As a producer, it is my intention to tell an honest tale. My craft is to be a medium for translation without asserting my own agenda. I do not always do this perfectly - a craft is developed over many years of practice – but where I have the choice to alter a wine to fit my version of aesthetic perfection or to simply pay attention as it finds its own voice, I try to choose the latter.


Ultimately, rather than dutifully checking categorical boxes, I want my principles to guide me to sincere* wine. I want to learn to be led by the concept of reciprocity in order to make decisions that prioritize the health and sustainability of the land on which my grapes are grown, the people who farm them, and finally the people who consume them.


While to date, I have not had the luxury to farm my own fruit and therefore to personally begin this work in the field (or to even have much choice, given the scramble simply to get Gamay grapes as a small producer in Oregon), I recognize that the only way to truly know a story from start to finish is to be there from the beginning. My new endeavor at Alta Medō - where I have planted an acre of Chasselas vines and plan to keep planting - is my way of acknowledging this necessity and committing to go deeper. It will be a lifelong project.


For those of you who would appreciate more concrete information about what this means for my work (as I often do for wines at E&R Wine Shop) details are below. I welcome questions and responses and remain truly grateful to you for being part of this journey.


Warmly,

BK


*p.s. Interesting fact! I learned from my one of my most reliable editors (my brilliant Mom) that the word "sincere" comes from the Latin "sine" and "cera" wax. It refers to a label used by ancient pottery merchants to indicate that their merchandise was genuine and without the wax that less honest dealers used to hide cracks in the clay.


[basket pressing buona notte sauvignon blanc, #teamwork]]

- All Color Collector wines are pressed in a small, hand-crank basket press and moved only by gravity, without the aid of a pump. (Sometimes this gravity is man-made via forklift)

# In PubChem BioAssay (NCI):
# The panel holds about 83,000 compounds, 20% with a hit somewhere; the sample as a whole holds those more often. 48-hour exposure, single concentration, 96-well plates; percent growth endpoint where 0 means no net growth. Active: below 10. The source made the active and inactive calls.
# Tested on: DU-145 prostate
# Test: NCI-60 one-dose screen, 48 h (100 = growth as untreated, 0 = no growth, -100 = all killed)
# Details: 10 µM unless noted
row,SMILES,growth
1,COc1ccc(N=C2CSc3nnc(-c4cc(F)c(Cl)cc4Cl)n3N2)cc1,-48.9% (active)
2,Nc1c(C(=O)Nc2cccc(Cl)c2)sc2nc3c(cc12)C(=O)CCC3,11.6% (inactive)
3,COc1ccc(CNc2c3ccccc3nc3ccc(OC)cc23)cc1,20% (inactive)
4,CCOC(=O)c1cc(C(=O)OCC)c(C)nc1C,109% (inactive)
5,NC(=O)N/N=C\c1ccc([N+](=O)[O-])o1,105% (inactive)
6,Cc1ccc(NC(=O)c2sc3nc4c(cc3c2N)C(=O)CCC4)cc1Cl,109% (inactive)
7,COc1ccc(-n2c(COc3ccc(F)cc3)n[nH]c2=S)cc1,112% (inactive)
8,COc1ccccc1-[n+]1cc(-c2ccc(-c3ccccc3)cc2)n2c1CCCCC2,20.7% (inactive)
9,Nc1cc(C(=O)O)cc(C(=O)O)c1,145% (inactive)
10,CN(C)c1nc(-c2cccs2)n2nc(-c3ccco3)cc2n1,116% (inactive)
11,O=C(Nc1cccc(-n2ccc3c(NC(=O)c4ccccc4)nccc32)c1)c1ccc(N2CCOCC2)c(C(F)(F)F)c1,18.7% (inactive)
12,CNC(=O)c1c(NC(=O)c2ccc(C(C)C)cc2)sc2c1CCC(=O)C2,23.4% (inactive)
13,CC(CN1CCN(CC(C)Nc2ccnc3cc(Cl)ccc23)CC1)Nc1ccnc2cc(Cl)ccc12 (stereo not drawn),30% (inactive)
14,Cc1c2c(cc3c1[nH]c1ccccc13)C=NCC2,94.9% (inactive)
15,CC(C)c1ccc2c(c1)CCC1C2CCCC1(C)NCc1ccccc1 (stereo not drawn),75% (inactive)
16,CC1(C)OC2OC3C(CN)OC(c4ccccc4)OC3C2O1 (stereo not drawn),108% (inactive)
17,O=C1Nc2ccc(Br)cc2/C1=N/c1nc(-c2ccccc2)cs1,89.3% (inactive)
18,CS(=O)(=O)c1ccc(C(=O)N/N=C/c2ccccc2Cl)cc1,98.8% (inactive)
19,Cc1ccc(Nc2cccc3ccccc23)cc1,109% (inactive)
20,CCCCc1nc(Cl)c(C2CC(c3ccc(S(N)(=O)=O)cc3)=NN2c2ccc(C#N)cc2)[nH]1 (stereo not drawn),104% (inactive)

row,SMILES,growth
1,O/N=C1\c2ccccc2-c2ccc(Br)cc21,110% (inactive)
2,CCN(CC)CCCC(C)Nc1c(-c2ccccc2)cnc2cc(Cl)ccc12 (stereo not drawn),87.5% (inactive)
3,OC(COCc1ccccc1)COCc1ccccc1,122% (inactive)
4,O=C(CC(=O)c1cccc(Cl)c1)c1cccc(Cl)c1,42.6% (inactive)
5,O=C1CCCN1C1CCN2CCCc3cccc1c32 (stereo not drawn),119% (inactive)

- One of the reasons I continue to be drawn to Gamay is that it tends to reach ripeness while maintaining good acidity. Since the efficacy of sulfur is relative to both pH and alcohol, higher acidity means that less sulfur is needed to achieve the same level of protection as would be required in a higher pH wine. As my skills and setup improve, I hope to work toward using even less sulfur.



2019 Gamay Noir


- Havlin Vineyard: LIVE certified sustainable 2010-2020

- native yeast

- no additions except SO2 (administered at harvest and post malolactic fermentation)

- unfined, unfiltered

- aged for 8 months in neutral oak






2019 Lila Gamay Noir

- Methven Vineyard: LIVE certified sustainable

- native yeast, 100% carbonic

- no additions except SO2 (administered at harvest and post malolactic fermentation)

- unfined, unfiltered

- aged for 8 months in neutral oak








NV Uitwaaien

- 25% 2019 Methven Gamay (see above), 75% 2018 Ridgecrest Pinot Noir: LIVE certified sustainable

- native yeast

- no additions except SO2 (administered at harvest, post malolactic fermentation, and a small dose at bottling)

- unfiltered, lightly egg-white fined

- aged for 8–20 months in neutral oak